[Documents menu] Documents menu

From owner-imap@chumbly.math.missouri.edu Wed Mar 12 17:00:49 2003
Date: Tue, 11 Mar 2003 21:22:06 -0600 (CST)
From: Gregory Elich <gelich@worldnet.att.net>
Subject: Leaked Memo Suggests US Manipulating UN
Article: 153588
To: undisclosed-recipients:;

TV Pprogram Broadcast
Location: abc.net.au > Lateline > Archives
URL: http://www.abc.net.au/lateline/s800897.htm

Leaked memo suggests US manipulating UN

Australian Broadcasting Corporation Broadcast, March 6, 2003

Tonight Tony Jones speaks to Martin Bright, a journalist with the Britain's Observer, about a leaked memo the paper claims to have received. The memo is allegedly from a US intelligence bigwig and requests telephone and email intercepts upon UN delegates in order to give the US an 'edge' in convincing the security council nations of their agenda.

Reporter: Tony Jones

TONY JONES: Back to our top story now: the intense negotiations for a new resolution in the UN Security Council.

This week Britain's Observer newspaper published what it says is a leaked memo written by a top official of the US National Security Agency.

Dated January 31, the memo was authored by Frank Koza, chief of staff in the regional targets section of the NSA.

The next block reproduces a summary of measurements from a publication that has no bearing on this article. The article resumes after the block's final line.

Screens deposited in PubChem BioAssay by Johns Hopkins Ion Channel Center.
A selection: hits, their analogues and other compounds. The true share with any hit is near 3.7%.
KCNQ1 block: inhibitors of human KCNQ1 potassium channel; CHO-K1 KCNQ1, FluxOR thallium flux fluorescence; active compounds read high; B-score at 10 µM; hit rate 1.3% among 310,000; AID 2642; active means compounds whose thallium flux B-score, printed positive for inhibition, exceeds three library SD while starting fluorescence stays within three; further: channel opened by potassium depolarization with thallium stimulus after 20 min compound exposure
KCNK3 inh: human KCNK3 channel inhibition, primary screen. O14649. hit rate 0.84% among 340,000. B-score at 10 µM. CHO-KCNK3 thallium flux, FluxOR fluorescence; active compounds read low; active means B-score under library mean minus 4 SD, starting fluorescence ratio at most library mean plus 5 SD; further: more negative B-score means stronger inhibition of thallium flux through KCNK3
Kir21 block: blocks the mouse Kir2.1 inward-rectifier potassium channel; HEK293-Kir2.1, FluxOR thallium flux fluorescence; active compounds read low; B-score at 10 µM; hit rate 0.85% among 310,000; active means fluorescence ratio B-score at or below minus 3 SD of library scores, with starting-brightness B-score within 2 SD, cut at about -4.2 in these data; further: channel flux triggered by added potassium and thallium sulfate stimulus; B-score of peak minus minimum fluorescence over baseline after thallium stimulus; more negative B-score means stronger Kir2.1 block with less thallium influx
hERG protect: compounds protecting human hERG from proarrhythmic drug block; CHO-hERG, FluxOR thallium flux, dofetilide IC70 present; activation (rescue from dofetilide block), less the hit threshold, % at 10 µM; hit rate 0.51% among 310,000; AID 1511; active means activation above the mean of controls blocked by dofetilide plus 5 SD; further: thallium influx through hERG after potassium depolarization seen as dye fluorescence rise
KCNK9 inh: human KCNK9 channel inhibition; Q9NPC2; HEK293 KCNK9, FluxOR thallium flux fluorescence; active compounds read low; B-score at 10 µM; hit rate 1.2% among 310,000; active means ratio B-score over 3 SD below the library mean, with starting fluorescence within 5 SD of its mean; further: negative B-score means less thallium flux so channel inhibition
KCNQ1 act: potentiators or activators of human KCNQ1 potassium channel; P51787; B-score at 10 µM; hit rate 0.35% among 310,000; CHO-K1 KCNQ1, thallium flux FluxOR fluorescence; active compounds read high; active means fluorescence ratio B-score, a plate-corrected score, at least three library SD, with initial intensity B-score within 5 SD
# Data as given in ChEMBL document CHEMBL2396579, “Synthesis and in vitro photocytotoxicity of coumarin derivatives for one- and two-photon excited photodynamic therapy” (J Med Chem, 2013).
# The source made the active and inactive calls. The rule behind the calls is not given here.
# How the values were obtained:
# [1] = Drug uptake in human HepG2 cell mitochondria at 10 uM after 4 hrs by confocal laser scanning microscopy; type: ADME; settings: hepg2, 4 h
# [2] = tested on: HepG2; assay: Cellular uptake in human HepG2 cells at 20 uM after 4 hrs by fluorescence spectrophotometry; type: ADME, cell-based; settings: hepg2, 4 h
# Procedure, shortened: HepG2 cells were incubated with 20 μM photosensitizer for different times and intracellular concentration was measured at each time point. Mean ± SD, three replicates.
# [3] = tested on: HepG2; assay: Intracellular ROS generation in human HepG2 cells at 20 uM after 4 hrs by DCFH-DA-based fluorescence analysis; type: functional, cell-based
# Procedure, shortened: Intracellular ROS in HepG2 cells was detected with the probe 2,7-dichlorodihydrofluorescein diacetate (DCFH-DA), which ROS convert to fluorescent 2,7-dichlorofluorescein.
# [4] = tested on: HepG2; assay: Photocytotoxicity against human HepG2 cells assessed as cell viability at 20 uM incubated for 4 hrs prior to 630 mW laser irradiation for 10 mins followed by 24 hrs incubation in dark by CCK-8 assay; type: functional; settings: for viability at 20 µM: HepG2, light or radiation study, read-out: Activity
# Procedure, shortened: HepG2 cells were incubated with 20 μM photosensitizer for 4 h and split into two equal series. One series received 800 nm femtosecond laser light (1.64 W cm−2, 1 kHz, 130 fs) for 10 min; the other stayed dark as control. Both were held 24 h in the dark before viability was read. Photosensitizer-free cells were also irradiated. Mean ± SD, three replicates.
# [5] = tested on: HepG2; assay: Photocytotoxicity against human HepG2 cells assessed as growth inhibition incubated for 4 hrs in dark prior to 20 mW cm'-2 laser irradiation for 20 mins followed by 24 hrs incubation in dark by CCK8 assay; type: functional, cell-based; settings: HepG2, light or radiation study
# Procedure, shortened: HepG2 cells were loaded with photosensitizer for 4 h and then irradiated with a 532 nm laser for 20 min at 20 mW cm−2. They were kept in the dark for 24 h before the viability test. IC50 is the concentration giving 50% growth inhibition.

That agency is chiefly responsible for intercepting communications around the world.

Koza's memo was to his own senior agents and to what the newspaper coyly describes as a friendly intelligence service.

Koza is calling for phone and email intercepts on foreign UN delegates to provide what he calls the whole gamut of information that could give US policy makers an edge in obtaining results favourable to US goals or to head off surprises.

Well, joining us now in London is Martin Bright, the journalist who broke the story.

That's a bare precis I've given of the memo.

Who were the targets of this spying operation and how was it to be carried out?

MARTIN BRIGHT, JOURNALIST, 'THE OBSERVER': Precisely the targets were what's

become known as the 'middle six nations', or at least five of the 'middle six nations'.

We're talking about Angola, Cameroon and Guinea in Africa and Chile and Pakistan.

The other nation that was targeted was Bulgaria but clearly that targeting operation was successful because they've come over to the American side now.

Curiously the country that was left out was Mexico.